Tape and the Animated Loop: Narrative and Aesthetic Recursion in 20th Century Japanese Video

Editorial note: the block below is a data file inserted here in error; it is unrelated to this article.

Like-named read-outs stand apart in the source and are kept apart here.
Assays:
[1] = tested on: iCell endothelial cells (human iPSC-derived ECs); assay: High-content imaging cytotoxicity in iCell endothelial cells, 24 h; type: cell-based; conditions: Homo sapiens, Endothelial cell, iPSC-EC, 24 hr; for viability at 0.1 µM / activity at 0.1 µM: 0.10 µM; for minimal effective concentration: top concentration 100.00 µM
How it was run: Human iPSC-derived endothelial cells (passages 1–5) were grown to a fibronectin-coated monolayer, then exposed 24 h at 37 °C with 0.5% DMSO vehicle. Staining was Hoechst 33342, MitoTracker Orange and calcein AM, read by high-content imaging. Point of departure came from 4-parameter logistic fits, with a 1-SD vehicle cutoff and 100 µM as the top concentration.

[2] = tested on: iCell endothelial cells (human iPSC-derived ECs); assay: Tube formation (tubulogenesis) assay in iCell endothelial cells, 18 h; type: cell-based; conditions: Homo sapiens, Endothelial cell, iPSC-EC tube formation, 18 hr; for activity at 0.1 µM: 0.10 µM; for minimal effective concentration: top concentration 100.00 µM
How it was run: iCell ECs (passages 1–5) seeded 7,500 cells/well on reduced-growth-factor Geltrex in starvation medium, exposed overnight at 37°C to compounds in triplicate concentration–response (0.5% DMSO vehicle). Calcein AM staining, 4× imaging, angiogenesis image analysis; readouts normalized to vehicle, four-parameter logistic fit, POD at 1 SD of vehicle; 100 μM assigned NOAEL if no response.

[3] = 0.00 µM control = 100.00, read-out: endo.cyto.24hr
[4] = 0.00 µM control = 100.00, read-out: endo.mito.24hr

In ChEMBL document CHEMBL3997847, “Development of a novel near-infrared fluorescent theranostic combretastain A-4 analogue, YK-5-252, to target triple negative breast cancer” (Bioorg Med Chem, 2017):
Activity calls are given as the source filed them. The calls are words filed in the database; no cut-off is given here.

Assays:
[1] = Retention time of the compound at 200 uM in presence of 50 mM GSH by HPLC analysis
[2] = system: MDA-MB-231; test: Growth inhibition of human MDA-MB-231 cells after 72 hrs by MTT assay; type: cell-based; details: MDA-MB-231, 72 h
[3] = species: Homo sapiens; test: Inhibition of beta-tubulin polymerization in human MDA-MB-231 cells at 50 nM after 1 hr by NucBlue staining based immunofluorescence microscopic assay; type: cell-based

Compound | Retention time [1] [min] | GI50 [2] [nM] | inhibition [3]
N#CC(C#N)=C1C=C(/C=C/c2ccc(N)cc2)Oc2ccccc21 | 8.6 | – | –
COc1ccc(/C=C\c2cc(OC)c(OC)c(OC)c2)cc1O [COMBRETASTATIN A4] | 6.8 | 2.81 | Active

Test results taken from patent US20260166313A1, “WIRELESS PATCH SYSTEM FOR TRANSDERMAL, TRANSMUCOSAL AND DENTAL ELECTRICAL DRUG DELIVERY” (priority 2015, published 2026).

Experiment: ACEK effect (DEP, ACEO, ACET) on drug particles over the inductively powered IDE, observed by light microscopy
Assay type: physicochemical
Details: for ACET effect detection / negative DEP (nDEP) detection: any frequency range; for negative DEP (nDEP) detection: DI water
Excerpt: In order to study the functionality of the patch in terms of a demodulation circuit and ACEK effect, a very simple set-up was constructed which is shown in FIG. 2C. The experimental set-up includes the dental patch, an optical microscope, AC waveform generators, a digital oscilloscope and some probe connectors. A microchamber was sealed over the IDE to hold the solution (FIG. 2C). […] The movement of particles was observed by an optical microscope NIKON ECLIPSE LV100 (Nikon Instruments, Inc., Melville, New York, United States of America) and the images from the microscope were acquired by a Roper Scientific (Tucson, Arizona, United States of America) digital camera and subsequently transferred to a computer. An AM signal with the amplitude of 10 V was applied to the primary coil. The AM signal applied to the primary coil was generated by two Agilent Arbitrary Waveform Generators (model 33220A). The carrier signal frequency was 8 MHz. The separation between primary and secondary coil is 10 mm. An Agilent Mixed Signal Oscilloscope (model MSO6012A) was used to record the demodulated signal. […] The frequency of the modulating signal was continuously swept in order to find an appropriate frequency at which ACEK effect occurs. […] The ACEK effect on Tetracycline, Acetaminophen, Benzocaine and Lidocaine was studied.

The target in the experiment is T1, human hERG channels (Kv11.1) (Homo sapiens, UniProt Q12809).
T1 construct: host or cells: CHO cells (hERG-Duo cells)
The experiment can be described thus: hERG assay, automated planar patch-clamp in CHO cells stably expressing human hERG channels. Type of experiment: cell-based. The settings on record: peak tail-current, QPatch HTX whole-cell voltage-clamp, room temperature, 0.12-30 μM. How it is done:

The appearance of home video tape in the late 1970s marked a new technological shift in film history that impacted both the production and reception of film images. Rewinding, fast-forwarding and pausing allowed images to exist separate from a narrative structure, providing newfound control over film material for individual spectators to foster unique emotional connections via an editorial viewing process. When spectators are given the same viewing capability as editors, individual fragments of the filmic process are heightened by repetitious viewing. What arises from these new practices is an emphasis, both from the audience and from the artist, on loops, visually, structurally and eventually, narratively. Television stations and news rooms began using the magnetic offering as a cheaper alternative to film, and by 1979 the mass adoption had begun, with a variety of companies offering different standards of mutually exclusive magnetic tape. By tracing the industrial history of the VHS tape and examining artistic practices of some 1970s video artists, with a particular focus on Japanese artist Katsuhiro Yamaguchi, the emerging power of the loop can be situated and dissected, until its eventual codification in a variety of Original Video Animations (OVAs) of the 1980s anime market. 1983’s film Dallos marks the first release of an animated work direct-to-video, bypassing a theatrical and televisual distribution network that has dominated the flow of images for decades. Original video anime is often produced in a limited animation aesthetic, reducing the amount of frames, backgrounds and distinct motions to save cost on the labor of producing drawn images. The animated loop is an economic tool that allows for anime works to be produced in a cost-saving manner. Animated video works become an assemblage of micro loops, small actions recreated at different depths and spaces to craft the desired narrative and emotional response. The growing importance of the loop in the 1980s, linked to both a technological change in the development of a home video market and to animation practices existent since the early 20th century, will be examined as a reflection of the shifting of audience from consumer to producer, as looping tapes alter the ways in which images exist, both on the screen and within collective memory.